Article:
Looking back on my professional trajectory, I can see how my crew appears complete. But earlier on the journey, I remember having only a vague sense of a future path. I have observed this to be true for many women: we attend to the many care-related roles (e.g., children, elder parents) for which we have been socialized personally, while stumbling along almost aimlessly without the same clearly defined social expectations to guide us professionally. Then a mentor crosses our path, and we begin to ask more focused questions of ourselves because of this encounter. Had I used a mentor map earlier, and recognized the gaps in the map, I would have spared myself many years of aimless wandering. I would have sought out my vocational mentors, in particular, much earlier on my journey. Both of the vocational mentors I mentioned were presented to me: one contacted me to be a mentor to others with an organization for Asian women (and happy serendipity that she became my mentor) and the other found me at an ATS event for emerging leaders. Bottom line: take advantage of opportunities to connect with others, even in fields distant to yours. You might be surprised to find mentoring gems!

Special guidance for women: seek out a sponsor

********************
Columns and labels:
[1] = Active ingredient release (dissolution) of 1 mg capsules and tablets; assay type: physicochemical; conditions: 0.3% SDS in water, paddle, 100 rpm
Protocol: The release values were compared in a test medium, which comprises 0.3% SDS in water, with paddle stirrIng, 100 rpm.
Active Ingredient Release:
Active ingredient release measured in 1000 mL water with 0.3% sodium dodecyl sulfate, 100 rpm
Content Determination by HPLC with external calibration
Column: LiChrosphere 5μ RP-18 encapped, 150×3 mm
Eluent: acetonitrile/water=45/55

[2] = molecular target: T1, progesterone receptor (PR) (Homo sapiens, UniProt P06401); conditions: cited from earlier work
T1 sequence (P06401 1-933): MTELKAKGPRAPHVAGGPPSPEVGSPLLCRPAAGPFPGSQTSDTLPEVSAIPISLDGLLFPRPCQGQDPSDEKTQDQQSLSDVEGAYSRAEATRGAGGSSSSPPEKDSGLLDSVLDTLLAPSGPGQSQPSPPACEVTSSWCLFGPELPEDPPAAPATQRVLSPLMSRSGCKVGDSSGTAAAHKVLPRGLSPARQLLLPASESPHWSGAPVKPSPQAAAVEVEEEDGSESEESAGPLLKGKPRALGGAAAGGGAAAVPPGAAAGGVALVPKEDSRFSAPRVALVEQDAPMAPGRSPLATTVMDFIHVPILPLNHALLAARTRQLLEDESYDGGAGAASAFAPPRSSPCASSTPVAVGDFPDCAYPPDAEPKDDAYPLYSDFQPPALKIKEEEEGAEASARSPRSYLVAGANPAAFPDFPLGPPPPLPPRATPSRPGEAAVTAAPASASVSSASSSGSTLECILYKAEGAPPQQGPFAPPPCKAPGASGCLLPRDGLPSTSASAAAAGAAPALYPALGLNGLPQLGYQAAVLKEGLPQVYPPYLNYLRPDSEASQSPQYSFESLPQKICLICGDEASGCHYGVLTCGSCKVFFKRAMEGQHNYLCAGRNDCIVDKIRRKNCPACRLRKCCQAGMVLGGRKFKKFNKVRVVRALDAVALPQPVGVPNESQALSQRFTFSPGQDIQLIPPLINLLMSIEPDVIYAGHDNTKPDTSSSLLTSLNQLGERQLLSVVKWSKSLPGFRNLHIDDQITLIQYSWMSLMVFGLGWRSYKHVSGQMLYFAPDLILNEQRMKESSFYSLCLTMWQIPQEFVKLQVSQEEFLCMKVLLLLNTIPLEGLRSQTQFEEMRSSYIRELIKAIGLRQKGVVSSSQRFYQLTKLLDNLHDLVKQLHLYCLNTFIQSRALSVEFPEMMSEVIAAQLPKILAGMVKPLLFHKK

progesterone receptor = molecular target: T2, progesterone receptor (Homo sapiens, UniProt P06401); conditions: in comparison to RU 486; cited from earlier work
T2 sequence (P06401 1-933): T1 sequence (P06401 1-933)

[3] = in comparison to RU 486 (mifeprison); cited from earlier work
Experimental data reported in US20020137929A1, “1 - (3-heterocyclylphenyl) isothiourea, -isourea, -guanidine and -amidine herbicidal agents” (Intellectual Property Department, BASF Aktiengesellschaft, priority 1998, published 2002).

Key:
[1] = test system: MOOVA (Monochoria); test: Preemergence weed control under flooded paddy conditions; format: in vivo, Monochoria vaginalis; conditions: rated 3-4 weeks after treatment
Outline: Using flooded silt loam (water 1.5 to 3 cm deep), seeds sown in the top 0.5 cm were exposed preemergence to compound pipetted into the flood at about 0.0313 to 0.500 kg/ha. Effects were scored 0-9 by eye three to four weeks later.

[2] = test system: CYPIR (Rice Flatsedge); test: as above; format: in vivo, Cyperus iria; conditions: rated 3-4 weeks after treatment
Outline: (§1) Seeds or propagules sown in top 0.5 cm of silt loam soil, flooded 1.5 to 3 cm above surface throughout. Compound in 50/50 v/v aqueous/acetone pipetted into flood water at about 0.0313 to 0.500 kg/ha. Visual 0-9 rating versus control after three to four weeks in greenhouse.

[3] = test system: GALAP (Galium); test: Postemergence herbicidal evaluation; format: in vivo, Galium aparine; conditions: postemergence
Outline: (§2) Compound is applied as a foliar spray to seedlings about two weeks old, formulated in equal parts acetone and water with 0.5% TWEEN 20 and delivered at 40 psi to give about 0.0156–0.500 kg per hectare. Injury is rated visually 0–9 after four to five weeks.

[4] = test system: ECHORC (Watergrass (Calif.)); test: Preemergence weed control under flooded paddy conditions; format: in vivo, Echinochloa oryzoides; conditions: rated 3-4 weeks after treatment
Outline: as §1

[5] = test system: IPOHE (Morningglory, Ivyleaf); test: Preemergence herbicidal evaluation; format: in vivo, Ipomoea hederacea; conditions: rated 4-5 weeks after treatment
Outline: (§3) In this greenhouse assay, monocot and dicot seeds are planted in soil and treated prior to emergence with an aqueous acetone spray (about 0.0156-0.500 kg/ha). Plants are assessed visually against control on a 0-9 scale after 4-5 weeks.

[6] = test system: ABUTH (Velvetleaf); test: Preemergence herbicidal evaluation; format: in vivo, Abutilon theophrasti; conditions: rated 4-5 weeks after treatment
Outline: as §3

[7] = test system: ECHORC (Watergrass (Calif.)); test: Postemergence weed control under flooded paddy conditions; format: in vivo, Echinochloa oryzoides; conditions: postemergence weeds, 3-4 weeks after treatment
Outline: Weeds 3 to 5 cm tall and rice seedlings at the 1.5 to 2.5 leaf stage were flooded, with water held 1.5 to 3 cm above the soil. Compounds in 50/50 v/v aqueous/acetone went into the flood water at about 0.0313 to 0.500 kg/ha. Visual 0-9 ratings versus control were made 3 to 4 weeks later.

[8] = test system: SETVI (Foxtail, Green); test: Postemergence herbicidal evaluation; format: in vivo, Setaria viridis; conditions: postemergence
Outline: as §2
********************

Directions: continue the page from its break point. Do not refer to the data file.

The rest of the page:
In a study I conducted, I identified a profile of women who would pursue upper-level administration in higher education, specifically in theological education. One characteristic of these women is that they have had ample opportunities to use leadership training. But finding opportunities to lead is often difficult for women because of systemic reasons (e.g., women are not seen as having good potential to lead). One way to address this difficulty is to find another kind of mentor, a sponsor perhaps. This is a person of influence, who has access to leadership circles that you do not. For me, this was my dissertation advisor, a revered expert in diversity. She gave me access to intellectual circles in my guild nationally, which led to others calling on me and my expertise because she saw me as having expertise. Another sponsor in my journey was a critically aware white male colleague who is well-networked and well-published. He provided introductions to circles that were previously closed to me locally as well as nationally.

My journey in leadership has been slow but steady, and I am grateful for where I am currently located. Of course, the journey may have taken half this time had I found the gaps in my mentor map earlier and figured out ways to fill these gaps. I believe firmly, however, that we are meant to learn throughout our lives. It is never too late to be intentional about mentoring. So go complete your crew!

 

(A version of this article was originally written for ATS Colloquy Online)

About the Author

Deborah H.C. Gin is director of research and faculty development at The Association of Theological Schools. Previously, she served as a faculty fellow in the Center for Teaching, Learning, and Assessment, and as associate professor of ministry at Azusa Pacific Seminary. She has also held positions as the director of diversity studies and director of the MA in Worship Leadership program at Azusa. She was the former director of Asian American Women on Leadership. She earned an MDiv from Haggard Graduate School of Theology, a master’s of music degree from the University of Southern California, and a PhD in higher education from Claremont Graduate University. She resides in Pittsburgh with her husband, Michael.